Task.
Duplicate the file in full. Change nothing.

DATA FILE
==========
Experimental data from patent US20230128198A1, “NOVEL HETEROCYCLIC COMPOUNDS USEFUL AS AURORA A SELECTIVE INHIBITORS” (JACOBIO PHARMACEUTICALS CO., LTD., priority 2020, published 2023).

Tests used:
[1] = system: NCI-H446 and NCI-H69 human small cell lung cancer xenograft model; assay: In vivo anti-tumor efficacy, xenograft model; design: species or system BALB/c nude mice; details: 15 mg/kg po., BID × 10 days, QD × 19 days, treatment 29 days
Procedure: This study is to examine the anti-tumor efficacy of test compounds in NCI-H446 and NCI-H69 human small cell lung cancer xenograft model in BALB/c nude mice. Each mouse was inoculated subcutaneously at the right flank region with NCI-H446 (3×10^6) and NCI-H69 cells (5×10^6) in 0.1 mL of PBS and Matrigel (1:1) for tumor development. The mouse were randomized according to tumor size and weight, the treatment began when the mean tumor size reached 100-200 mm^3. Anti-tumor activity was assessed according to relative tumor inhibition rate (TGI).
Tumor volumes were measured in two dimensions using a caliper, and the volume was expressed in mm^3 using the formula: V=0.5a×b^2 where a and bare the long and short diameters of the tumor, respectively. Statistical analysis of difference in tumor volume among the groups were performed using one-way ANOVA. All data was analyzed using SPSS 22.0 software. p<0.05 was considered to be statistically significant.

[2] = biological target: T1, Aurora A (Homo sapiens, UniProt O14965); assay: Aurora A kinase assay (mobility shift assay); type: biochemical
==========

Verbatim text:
Experimental data from patent US20230128198A1, “NOVEL HETEROCYCLIC COMPOUNDS USEFUL AS AURORA A SELECTIVE INHIBITORS” (JACOBIO PHARMACEUTICALS CO., LTD., priority 2020, published 2023).

Tests used:
[1] = system: NCI-H446 and NCI-H69 human small cell lung cancer xenograft model; assay: In vivo anti-tumor efficacy, xenograft model; design: species or system BALB/c nude mice; details: 15 mg/kg po., BID × 10 days, QD × 19 days, treatment 29 days
Procedure: This study is to examine the anti-tumor efficacy of test compounds in NCI-H446 and NCI-H69 human small cell lung cancer xenograft model in BALB/c nude mice. Each mouse was inoculated subcutaneously at the right flank region with NCI-H446 (3×10^6) and NCI-H69 cells (5×10^6) in 0.1 mL of PBS and Matrigel (1:1) for tumor development. The mouse were randomized according to tumor size and weight, the treatment began when the mean tumor size reached 100-200 mm^3. Anti-tumor activity was assessed according to relative tumor inhibition rate (TGI).
Tumor volumes were measured in two dimensions using a caliper, and the volume was expressed in mm^3 using the formula: V=0.5a×b^2 where a and bare the long and short diameters of the tumor, respectively. Statistical analysis of difference in tumor volume among the groups were performed using one-way ANOVA. All data was analyzed using SPSS 22.0 software. p<0.05 was considered to be statistically significant.

[2] = biological target: T1, Aurora A (Homo sapiens, UniProt O14965); assay: Aurora A kinase assay (mobility shift assay); type: biochemical